Unite urges NHS to ban umbrella companies

Trade union Unite has called on the NHS to outlaw umbrella companies operating throughout the service, labelling these organisations “parasites feasting off workers’ wages”.

In a statement on its website, released yesterday, the union claimed that new laws brought in in April, affecting all pay grades within the NHS and effectively outlawing agency workers operating in the public sector from being paid on a non-PAYE basis, have meant some agencies operating within the NHS have begun to force workers to be paid via umbrella company contracts.

The union claimed this means if a worker is employed via an umbrella company, they lose 46 pence in the pound of eligible earnings, through national insurance (NI) and income tax. 

Consequently, after being contacted by several members working within the NHS, Unite revealed it has contacted the NHS and urged the organisation to stamp out the use of umbrella companies but that NHS Improvement, the body responsible for overseeing foundation and NHS trusts, has refused to do so. 

In its statement, Unite national officer for health Colenzo Jarrett-Thorpe said: “Umbrella companies are simply parasites feasting off workers’ wages. Although they are not technically illegal, they are certainly immoral. 

“Unite will be now targeting individual NHS trusts that allow umbrella companies to be used; not only will we ensure they ban their use in future, but we will also demand they pay back the money our members have lost in being paid in this way.”

But the union’s damning indictment of the umbrella sector has not gone unchallenged.

Defending the sector, Julia Kermode, chief executive of The Freelancer & Contractor Services Association (FCSA), an independent trade association that represents umbrella companies, said: “Like Unite, FCSA is committed to protecting the workforce from exploitation, so I am disappointed to hear Unite’s national officer for health tarring all umbrella companies with the same brush and calling for the NHS to ban the use of umbrella firms. I have been talking to NHS Improvement about the important role of compliant umbrella firms in the supply chain, and I am meeting up with its agency team in the next two weeks to discuss how we can work together in the best interest of contractors and freelancers. 
“As a result of the IR35 reforms that took effect in the public sector in April, we are indeed seeing many newcomers entering the umbrella market with no track record, so due diligence is essential to minimise risk. We are particularly concerned about the increasing proliferation of offshore loans and disguised remuneration schemes that seek to reduce contractors’ taxable pay via contrived means. These schemes put individuals at significant personal financial risk as HMRC will pursue them for the unpaid tax and NICs, plus penalties and interest,” she said.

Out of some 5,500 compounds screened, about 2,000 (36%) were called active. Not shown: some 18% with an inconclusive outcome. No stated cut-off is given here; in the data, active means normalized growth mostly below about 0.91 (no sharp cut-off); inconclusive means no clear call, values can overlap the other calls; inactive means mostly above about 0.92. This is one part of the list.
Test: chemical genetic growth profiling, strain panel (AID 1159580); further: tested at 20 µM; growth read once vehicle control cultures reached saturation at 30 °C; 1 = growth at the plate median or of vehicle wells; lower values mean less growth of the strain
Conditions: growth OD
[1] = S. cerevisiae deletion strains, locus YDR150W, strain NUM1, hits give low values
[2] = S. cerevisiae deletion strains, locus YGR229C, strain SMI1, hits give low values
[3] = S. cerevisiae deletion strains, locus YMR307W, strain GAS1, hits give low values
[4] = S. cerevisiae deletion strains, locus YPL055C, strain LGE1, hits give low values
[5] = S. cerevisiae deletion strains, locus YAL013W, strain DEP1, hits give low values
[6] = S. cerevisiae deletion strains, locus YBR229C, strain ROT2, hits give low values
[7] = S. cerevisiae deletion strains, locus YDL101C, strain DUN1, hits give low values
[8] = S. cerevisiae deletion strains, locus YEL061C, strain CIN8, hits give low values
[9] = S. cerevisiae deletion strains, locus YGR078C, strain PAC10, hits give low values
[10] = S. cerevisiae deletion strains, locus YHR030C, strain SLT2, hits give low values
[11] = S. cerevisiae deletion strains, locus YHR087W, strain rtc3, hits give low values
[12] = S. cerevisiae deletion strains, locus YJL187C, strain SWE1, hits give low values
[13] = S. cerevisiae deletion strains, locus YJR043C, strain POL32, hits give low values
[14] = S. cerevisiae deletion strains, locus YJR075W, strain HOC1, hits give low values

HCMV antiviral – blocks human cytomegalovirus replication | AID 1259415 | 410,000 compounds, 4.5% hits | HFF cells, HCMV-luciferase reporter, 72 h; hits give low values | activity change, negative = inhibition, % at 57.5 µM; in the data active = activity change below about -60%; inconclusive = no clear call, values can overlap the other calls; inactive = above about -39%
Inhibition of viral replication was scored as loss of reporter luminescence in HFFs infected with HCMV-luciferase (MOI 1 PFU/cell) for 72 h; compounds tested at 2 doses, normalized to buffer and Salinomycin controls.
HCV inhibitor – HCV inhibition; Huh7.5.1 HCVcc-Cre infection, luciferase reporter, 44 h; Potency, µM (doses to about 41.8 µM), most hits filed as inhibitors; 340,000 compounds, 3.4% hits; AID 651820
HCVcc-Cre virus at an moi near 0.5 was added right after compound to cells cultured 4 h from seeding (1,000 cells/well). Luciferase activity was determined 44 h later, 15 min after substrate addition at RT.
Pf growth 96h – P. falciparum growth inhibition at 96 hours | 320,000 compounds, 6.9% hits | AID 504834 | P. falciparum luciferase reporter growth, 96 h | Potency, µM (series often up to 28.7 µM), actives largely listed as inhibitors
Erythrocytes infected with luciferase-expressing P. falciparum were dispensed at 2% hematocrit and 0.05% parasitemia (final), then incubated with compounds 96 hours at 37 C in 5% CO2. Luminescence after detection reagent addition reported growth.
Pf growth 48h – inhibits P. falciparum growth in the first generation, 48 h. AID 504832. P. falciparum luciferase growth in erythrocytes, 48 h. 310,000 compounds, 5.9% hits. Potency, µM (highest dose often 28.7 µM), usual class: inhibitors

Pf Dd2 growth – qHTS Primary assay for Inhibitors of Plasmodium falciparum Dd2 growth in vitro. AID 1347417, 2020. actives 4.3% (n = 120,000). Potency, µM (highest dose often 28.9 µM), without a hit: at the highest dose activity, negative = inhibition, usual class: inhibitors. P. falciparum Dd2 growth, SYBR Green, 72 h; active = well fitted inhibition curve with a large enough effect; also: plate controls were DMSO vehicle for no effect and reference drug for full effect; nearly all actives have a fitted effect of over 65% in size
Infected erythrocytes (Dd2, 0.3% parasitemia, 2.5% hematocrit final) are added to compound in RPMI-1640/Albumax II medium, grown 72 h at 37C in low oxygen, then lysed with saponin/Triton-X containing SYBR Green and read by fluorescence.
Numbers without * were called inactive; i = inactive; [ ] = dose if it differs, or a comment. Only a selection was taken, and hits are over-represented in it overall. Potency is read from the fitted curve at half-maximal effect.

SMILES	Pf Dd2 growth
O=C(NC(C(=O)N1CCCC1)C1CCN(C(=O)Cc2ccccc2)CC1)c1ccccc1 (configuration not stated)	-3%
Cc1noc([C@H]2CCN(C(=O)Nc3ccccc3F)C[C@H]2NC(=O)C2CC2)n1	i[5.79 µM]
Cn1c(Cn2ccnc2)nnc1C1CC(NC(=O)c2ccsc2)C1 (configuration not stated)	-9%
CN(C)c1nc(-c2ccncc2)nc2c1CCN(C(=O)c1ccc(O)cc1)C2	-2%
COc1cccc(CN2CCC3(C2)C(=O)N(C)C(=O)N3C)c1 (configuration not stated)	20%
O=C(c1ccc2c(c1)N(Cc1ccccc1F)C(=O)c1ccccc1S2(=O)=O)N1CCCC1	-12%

“The new Criminal Finance Act coming into force on 30 September will pose an additional risk for agencies to manage, as they could be accused of not preventing tax evasion if they put contractors in touch with such dubious schemes. It is important that agencies and contractors choose compliant umbrella firms to partner with, and I will also be raising this with NHS Improvement.
“FCSA-accredited members adhere to a strict code of compliance, and we are committed to ridding the industry of its ‘cowboys’ as well as promoting umbrella employment as a positive choice for the hirer and the worker.” 

Also commenting, Damian Broughton, executive chairman at accountancy firm Danbro, accused the union of using inflammatory comments to gain headlines while showing its ignorance on how personal service companies, umbrellas, agencies and general PAYE schemes operate. 

He told Recruiter: “All of these ways of operating have to account for employer's NI, which, at some point, is taken off the gross rate that is agreed with a worker. Even if a worker is a full-time employee, the NHS trust still has the cost of employer’s NI to be added to its agreed rate rate, to show the total cost to the trust.

“NHS Improvement says that it wants to encourage the use of PAYE mechanisms. Compliant umbrella companies operate the most transparent PAYE mechanism in an efficient and cost-effective manner. The transparency can sometimes cause confusion, as every penny is accounted for in information that is given to the worker.

“In addition to the transparency, many of the advantages of working for large organisations are given to workers who operate through umbrella companies, such as private medical insurance, life insurance, sickness cover and discount-buying schemes,” he said.

“There are some umbrella companies who do not operate compliantly, and we applaud HMRC's efforts in stamping these practices out. We encourage Unite to focus its comments on non-compliant umbrellas rather than calling for a blanket ban on the whole sector, which provides an ideal solution to thousands of workers who understand, and prefer to work in, this manner.”

In response to Unite’s claims, a spokesperson from NHS Improvement said: “NHS Improvement does not have the power to ban ‘umbrella organisations’ from operating in the NHS. Such organisations must, however, comply with existing HMRC and other relevant legislation.

“We do not encourage the use of these organisations or other intermediaries, and instead urge NHS staff to use PAYE mechanisms, as well as working within substantive and bank roles.

“We also expect all NHS providers to comply in full with their legal obligations by ensuring that all locum, agency and bank staff are taxed appropriately following a proper analysis of their individual circumstances.”

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